A US aircraft carrier has sailed through the Strait of Hormuz into the Persian Gulf, despite threats by Iran of unspecified action if US carriers entered the strategic waterway.
The Navy’s 5th Fleet said in a statement that the carrier Abraham Lincoln passed through the narrow waterway into the Persian Gulf "without incident," the LA Times reported.
The ship was accompanied by British and French naval vessels, a move that officials said was intended to show international support for keeping open the strait, a choke point through which 20 percent of the world’s oil passes.
Tensions between Iran and the U.S. and its allies have intensified in recent months, with Washington preparing new sanctions against Iran, according to VOA.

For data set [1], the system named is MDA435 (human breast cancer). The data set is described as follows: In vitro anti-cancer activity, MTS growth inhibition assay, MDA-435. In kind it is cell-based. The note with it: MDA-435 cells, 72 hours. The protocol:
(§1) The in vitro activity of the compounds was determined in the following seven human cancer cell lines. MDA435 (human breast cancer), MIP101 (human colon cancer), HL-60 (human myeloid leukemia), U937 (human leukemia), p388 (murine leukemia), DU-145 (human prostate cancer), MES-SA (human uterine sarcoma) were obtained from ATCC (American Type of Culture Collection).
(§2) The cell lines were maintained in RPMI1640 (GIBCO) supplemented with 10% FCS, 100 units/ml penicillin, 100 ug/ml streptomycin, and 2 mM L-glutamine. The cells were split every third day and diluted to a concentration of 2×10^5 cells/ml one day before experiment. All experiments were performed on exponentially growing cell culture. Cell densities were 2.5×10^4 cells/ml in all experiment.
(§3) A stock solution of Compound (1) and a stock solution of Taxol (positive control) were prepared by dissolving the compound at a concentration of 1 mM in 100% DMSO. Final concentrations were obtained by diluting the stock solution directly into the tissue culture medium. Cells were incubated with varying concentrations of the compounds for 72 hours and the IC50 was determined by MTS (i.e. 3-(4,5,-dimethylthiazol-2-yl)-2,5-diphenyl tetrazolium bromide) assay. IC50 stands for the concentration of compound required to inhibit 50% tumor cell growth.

Agence France-Presse, meantime, reported that the EU was set to place an embargo on Iran's oil exports Monday, urging Tehran ahead of time to "return to the negotiating table."
The measures come amid heightened concerns of confrontation following reports by the UN atomic agency, the IAEA, that Tehran is inching ever closer to building nuclear weapons.
Iran upped the ante last month by conducting naval maneuvers in the Persian Gulf and threatening to close the Strait of Hormuz.
After the US redeployed the carrier John C. Stennis to the waterway, Iran warned the Pentagon against sending another ship to the region.
(GlobalPost reports: Strait of Hormuz: US warns Iran to keep the waterway open)
However, according to VOA, Iranian officials backed down from their threat Saturday, calling the routine appearance of a U.S. carrier a normal event.